You know what they say. Competition is a good thing, right? That’s what gives us choices and helps to prevent monopolies which drive up prices and inhibit innovation. Still somewhat unseen are the technology battles taking place behind the scenes to conquer your home. Apple, Microsoft, Google, Samsung, and a gazillion and a half other tech companies want to be the vendor of choice for the technology that runs your home.
No two tech companies could be more different in their approach than Apple and Amazon. Both make hardware that helps you work, play, and communicate, but Amazon takes a different approach; much different thanks to the failed Amazon smartphone.
Take this example. Amazon sells devices that let you connect without using your smartphone, tablet, or notebook. Amazon’s Echo is a kind of wireless speaker and voice command device cylinder stuffed with microphones and run by a Siri-like persona named Alexa. The Echo, through Alexa, takes instructions to read news, stream podcasts, set alarms, make todo lists, play audiobooks, look up weather and traffic, and so on. Sounds a bit like Siri but Echo sits somewhere in your living room and waits for you to ask a question or give a command.
If Echo is a hub for Siri-like convenience then what is Amazon’s Echo Dot? Right now, not much, but it’s easy to see where Amazon is headed with these little devices. Living. Room. Control.
Echo Dot hooks up to home speakers and can play music or order an Uber. Think Airport Express but with ears.
Wait. There’s more.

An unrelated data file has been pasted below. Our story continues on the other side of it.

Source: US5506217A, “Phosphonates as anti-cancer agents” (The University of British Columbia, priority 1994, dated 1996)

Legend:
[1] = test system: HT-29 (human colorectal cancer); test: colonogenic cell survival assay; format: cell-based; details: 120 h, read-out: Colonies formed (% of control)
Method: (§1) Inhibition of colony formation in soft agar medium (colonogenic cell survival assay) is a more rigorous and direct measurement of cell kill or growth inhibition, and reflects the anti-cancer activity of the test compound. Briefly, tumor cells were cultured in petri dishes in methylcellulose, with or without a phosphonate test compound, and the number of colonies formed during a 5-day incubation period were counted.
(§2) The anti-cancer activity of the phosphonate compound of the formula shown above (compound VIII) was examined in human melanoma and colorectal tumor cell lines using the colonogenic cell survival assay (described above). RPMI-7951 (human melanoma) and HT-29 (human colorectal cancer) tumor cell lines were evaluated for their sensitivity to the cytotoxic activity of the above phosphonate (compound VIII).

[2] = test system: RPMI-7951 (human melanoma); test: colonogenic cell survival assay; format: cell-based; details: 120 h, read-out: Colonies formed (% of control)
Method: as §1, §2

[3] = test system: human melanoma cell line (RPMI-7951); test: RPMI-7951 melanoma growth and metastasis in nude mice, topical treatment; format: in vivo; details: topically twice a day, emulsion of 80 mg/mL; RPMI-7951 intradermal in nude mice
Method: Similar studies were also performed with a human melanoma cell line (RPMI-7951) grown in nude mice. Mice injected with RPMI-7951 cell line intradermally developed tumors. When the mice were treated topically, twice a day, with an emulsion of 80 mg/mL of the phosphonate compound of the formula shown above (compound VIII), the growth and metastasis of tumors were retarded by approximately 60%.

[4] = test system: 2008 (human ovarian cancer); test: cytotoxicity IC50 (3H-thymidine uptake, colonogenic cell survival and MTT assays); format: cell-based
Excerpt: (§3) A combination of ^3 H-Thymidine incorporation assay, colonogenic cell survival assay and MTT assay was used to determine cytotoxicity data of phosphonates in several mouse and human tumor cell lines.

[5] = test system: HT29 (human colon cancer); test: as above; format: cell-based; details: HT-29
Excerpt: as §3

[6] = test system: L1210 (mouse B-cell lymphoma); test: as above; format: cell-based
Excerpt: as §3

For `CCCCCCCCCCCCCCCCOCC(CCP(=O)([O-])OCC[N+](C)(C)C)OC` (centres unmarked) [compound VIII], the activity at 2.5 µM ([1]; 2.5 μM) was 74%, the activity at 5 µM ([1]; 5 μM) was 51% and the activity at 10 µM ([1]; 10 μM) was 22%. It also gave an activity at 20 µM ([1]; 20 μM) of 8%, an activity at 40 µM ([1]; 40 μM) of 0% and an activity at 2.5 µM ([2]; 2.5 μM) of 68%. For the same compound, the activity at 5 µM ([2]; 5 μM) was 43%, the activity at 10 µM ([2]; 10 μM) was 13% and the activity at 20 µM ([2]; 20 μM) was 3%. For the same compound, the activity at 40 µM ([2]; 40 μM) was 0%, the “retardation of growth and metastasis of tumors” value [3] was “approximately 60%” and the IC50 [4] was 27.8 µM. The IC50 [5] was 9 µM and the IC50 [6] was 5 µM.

Amazon Tap is like Echo but is battery operated so you can take it with you. Tap is named Tap because, unlike Echo and Siri on the new iPhones, you have to tap it to get it to listen, but it works much the same way as the tethered Echo and acts as a servant for information and a gateway into Amazon.
That approach differs somewhat from Apple’s forays into the home. HomeKit devices have not exactly caught the world on fire. After a few years of development Siri has remained barely usable and still cannot handle third party requests other than opening an app. Apple seems content on making devices that do more than just phone home to replenish your laundry detergent; handy perhaps, but a bit self serving. For Amazon.
Recently I bought a new car that has Apple’s CarPlay as standard equipment. While CarPlay isn’t exactly gee whiz technology of the future in a car today, it’s useful, familiar, and works great for iPhone users. But Apple hasn’t done much yet to set up a centerpiece to control the home. Siri isn’t there yet, regardless of where she resides; Apple TV, iPhone, or iPad. All those connected and controlled devices are coming and the fight between technology companies for a place in your home is here, but it’s more of a series of skirmishes than a war.